Understand Sleep

This Comprehensive article by HelpGuide on Sleep is well written.  Each person needs a different amount of sleep, at different ages. Lack of sleep has negative health consequences: increasing risk of diabetes, heart disease, fatigue, chance of depression; reducing decision making abilities, ability to think critically, creatively, and reduced ability to cope with stress.  Sleep deprivation is similar to drunkenness.  

To prepare for sleep, it is advised to have a consistent routine, so that your body is habituated to feel sleepy after doing that routine.  It is also good to begin shutting off lights and dimming your room gradually, to simulate the sunset, which is our natural trigger for going to sleep.

It is normal to wake up in the middle of the night.  Just go back to sleep right after.

What happens when you sleep? Well, during the day your brain uses energy and produces waste. This waste goes no-where UNTIL you sleep: that’s when it gets cleaned up. So it’s important to clean your brain by sleeping! Hence it clears your mind and you wake up refreshed when you sleep.  Data from Ted Talk by Jeeff Llinff

From my Doctor

  • Don’t eat big meals within 1-3 hours of sleeping (digesting horizontally is not good for your stomach and also disrupts the quality of your sleep)
  • Don’t exercise within 4-6 hours of sleeping (exercise earlier in the day, because exercise energizes your body making it harder to sleep)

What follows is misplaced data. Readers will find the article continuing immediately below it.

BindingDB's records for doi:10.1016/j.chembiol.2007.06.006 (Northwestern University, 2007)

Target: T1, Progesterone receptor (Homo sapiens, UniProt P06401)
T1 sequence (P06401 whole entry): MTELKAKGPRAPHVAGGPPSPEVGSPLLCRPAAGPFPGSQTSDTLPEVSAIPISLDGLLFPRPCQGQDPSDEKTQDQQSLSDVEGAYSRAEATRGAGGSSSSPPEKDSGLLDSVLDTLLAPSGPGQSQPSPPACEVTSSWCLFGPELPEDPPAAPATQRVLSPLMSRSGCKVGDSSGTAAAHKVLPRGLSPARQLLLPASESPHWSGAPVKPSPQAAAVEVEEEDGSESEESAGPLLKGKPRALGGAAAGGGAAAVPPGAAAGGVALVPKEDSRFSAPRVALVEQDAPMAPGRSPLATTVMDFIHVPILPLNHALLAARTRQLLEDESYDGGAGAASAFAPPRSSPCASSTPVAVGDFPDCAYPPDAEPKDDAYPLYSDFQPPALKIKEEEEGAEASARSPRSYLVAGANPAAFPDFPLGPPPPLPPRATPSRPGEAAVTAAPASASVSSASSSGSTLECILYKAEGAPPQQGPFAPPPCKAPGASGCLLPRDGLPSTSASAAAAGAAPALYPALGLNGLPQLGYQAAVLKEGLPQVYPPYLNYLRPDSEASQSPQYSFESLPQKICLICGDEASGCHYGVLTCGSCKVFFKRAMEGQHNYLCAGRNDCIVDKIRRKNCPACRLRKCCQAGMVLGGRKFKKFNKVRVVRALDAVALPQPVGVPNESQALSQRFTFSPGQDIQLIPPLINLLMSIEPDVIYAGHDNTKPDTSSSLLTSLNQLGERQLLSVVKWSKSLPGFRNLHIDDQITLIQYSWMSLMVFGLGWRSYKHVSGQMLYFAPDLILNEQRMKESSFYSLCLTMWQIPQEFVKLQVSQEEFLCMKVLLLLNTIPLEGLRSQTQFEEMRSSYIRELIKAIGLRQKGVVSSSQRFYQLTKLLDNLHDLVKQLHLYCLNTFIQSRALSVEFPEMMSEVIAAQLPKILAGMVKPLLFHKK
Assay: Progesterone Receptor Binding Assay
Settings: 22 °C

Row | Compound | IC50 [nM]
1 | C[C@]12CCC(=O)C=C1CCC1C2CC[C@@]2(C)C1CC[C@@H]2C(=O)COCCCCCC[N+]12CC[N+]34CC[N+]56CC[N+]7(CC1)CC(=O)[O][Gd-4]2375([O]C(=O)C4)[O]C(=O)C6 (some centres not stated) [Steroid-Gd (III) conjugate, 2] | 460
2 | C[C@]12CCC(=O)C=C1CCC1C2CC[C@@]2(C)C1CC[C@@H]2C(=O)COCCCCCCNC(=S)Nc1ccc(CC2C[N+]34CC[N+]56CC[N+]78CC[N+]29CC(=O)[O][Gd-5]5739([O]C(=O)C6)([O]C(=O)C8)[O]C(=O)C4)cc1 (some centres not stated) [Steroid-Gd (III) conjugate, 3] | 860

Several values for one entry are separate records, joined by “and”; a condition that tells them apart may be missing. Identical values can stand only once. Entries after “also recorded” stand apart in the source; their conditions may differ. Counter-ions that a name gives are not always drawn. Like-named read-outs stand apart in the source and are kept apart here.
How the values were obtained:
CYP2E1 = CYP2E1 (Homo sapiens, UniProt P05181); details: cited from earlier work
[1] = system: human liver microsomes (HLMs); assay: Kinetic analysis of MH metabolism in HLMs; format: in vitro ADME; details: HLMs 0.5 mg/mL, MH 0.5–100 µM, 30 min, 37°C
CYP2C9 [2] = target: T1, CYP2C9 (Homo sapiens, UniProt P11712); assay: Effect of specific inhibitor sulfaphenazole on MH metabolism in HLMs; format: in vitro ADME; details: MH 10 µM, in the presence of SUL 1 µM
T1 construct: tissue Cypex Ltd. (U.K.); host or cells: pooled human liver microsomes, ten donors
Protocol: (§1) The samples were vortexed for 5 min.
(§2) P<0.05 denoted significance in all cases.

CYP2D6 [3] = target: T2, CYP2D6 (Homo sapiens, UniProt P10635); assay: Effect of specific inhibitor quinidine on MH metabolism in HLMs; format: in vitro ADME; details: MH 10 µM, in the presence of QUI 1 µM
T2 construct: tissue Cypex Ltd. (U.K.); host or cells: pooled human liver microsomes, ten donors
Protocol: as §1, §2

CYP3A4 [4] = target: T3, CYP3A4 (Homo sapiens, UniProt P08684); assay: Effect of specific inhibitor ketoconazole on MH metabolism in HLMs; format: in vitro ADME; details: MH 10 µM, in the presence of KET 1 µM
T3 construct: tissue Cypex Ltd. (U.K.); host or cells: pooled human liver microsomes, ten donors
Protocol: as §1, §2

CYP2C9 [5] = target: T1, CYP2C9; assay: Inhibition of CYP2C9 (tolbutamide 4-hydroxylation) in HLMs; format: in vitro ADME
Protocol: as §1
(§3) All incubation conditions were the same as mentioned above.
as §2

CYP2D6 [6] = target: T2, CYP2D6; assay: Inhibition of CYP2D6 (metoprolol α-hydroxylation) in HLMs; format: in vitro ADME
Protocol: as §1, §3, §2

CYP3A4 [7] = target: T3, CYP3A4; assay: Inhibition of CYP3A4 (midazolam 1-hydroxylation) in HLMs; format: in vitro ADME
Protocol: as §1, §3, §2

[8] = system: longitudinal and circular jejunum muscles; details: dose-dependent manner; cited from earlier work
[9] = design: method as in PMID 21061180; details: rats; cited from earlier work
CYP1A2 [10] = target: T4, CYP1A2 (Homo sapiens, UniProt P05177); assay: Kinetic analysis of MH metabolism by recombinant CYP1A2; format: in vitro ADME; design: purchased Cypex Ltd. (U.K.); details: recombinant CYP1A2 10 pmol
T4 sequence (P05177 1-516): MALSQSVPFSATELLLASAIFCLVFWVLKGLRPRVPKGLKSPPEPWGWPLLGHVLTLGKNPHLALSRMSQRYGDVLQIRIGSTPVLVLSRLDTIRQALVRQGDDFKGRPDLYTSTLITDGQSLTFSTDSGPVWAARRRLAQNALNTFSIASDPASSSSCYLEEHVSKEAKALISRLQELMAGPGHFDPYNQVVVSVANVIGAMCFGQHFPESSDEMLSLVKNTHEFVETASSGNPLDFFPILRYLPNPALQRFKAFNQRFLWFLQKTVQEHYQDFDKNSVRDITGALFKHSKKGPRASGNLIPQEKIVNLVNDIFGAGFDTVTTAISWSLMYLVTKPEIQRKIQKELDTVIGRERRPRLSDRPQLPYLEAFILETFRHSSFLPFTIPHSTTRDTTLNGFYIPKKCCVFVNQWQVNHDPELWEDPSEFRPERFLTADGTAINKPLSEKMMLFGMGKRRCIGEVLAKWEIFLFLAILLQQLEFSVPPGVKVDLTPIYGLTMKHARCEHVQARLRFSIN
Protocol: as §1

• Sleeping before 12AM is best because (Chinese Medicine) your body systems have a circadian rhythm for resting and cleaning and it begins around 11PM.
  • (Personal Experience) Drink enough water prior to sleeping so that you don’t get dehydrated during sleep–your body may wake you up so you can drink water, causing interrupted sleep.

If you exercise, you need more sleep than the average person.  According to this ESPN article, “Roger Federer and LeBron James have said they sleep an average of 12 hours per day, compared to about 7 hours for the average American. Usain Bolt, Venus Williams, Maria Sharapova and Steve Nash sleep up to 10 hours per day.” According to an infographic, lack of sleep reduces your performance.

Q: Why does sleeping to much make me feel even more tired A: “our “sleep clock” as they refer to it is actually a group of cells in a part of your brain called the suprachiasmatic nucleus. We also refer to this as a circadian rhythm. Sleep is regulated by two processes, the “sleep clock” (your circadian rhythm) and a sleep drive (this builds throughout the day and is associated with a buildup of a neuromodulator called adenosine). If you “oversleep” your sleep drive may be low but your circadian rhythm is thrown off (it’s regulated by consistency and especially waking up at the same time daily). In essence it’s confused. This confusion causes some people to feel more rested and some people to feel more sleepy. One additional curve-ball in this is that if you “oversleep” you may sometimes be waking up in the middle of a sleep-cycle which will also cause you to feel sleepy for a period of time.” – Reddit

More Knowledge, More Power

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